|27 Sep 2023|
|2023 Finalists Global Teacher Prize|
Since 2010 Marina has taught in Ossa, a small village in Greece with about 300 inhabitants, remote from the outside world. Previously, the children there had never traveled outside their village, had never been to a theatre or cinema, and had never visited a museum. Marina decided to broaden their horizons and establish contact with other schools by registering her school for eTwinning projects. In their first project in 2015-16, the school collaborated with students from Bulgaria and Slovakia and together won the National eTwinning Prize. In 2017-2018, Marina founded a European eTwinning Project called eTreeHuggers, where students set themselves the task of trying to protect the forests around them. This project received the top distinction and was awarded with the 1st European eTwinning Prize 2021.
Marina’s biggest love, however, is robotics. She did everything in her power to get robotics into her remote school, and she succeeded. Many of her students' families lacked the funds to contribute to robotics kits, and her school had no funding from the state to equip it with the technology privileges enjoyed by other schools in big cities. With Marina’s contributions from her own salary and the children’s participation in competitions, the school managed to gain the robotics materials needed to collaborate with schools from other European countries. Since 2018, the school has been awarded multiple Certificates of Excellence for its robotics activity and performance in competitions. Ossa, a small village that few knew of, soon became the epicentre of educational and robotics events and the school racked up numerous competition wins. If Marina had to choose one achievement that she is most proud of from her teaching career, it would be that she opened a window to the world for her students.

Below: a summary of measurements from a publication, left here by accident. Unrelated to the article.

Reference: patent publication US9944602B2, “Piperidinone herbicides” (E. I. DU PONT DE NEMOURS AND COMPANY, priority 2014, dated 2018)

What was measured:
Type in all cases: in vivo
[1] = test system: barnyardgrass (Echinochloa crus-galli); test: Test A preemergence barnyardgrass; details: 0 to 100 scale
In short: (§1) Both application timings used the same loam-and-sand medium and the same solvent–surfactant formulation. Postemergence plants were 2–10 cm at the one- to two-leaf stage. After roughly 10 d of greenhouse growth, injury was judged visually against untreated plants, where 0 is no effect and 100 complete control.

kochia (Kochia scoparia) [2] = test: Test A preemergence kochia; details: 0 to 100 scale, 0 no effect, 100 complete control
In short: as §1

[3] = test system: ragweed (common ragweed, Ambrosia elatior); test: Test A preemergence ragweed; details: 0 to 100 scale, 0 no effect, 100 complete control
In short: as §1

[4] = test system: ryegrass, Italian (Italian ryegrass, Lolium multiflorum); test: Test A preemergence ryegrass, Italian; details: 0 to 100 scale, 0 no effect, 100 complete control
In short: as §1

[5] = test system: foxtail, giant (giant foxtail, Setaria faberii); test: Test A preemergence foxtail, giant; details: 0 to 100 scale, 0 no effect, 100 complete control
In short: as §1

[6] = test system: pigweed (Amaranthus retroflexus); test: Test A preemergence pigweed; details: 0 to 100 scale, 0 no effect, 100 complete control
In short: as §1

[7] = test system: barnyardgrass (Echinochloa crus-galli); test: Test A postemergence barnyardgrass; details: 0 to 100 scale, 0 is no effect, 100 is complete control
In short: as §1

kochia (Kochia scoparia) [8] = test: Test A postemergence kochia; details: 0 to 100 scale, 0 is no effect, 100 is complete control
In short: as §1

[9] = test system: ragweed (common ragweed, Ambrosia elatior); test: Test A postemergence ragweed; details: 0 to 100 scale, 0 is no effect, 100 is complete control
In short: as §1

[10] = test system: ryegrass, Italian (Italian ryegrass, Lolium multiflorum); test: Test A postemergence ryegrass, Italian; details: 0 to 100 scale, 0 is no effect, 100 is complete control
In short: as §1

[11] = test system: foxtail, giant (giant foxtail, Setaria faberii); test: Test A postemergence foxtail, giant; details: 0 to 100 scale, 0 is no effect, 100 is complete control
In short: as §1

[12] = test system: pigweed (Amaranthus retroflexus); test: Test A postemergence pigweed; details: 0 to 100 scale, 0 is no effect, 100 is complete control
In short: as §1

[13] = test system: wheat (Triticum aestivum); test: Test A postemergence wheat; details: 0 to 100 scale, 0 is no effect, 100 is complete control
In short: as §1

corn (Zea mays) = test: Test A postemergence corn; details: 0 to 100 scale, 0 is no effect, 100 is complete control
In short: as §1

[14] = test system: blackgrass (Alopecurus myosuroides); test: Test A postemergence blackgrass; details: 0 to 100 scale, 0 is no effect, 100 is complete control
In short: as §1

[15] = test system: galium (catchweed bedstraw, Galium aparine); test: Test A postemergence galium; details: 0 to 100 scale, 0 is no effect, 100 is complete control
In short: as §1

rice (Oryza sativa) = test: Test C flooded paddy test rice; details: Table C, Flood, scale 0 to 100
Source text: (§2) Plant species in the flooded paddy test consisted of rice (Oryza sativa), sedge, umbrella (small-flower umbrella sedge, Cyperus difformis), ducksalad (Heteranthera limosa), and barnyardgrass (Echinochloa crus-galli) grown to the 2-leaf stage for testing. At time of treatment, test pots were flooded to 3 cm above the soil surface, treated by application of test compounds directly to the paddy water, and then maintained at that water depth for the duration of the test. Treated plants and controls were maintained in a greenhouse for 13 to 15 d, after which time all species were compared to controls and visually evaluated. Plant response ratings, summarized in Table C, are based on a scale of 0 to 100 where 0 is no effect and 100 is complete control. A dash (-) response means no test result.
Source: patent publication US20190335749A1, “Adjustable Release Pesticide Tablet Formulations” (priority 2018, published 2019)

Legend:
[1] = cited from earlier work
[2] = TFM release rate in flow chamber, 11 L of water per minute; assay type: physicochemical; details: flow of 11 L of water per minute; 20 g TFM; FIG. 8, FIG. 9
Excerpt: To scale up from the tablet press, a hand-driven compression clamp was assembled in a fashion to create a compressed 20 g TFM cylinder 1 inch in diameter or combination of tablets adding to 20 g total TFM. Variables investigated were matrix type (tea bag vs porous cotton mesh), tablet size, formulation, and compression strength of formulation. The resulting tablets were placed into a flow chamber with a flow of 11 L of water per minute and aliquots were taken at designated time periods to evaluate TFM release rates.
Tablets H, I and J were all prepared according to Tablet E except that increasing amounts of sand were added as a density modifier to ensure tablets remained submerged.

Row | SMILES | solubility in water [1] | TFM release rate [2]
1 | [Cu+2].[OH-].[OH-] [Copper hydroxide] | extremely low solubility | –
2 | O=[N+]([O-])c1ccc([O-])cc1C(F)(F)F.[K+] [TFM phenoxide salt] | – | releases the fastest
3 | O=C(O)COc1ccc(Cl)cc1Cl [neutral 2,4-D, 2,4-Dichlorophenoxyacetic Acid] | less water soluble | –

In Marina’s teaching, she tries to implement authentic learning methods that both combine technologies and arise from playing. Game-based learning promotes a positive attitude towards learning and develops memory skills, along with its potential to connect learners. Every year she tries to teach subjects that are innovative and pioneering: in recent years, she has implemented Artificial Intelligence and Internet of Things activities. This is why the kindergarten she teaches at was selected by Greece’s Ministry of Education to be one of the schools that would foster pilot STEM projects.
If Marina wins the Global Teacher Prize, she will use the prize funds to save a local monument – the Chatzi-Chatzichristakshe house, which, although classified as a "preservable monument", remains abandoned and helpless. As it is a typical example of traditional Macedonian architecture of the 19th century, it is one of the most valuable remaining buildings of the rural area. Saving and restoring it would give the local community a cultural project that exemplifies sustainable rural development. Marina’s dream is to restore the house and transform it into an educational location for all the children of the area.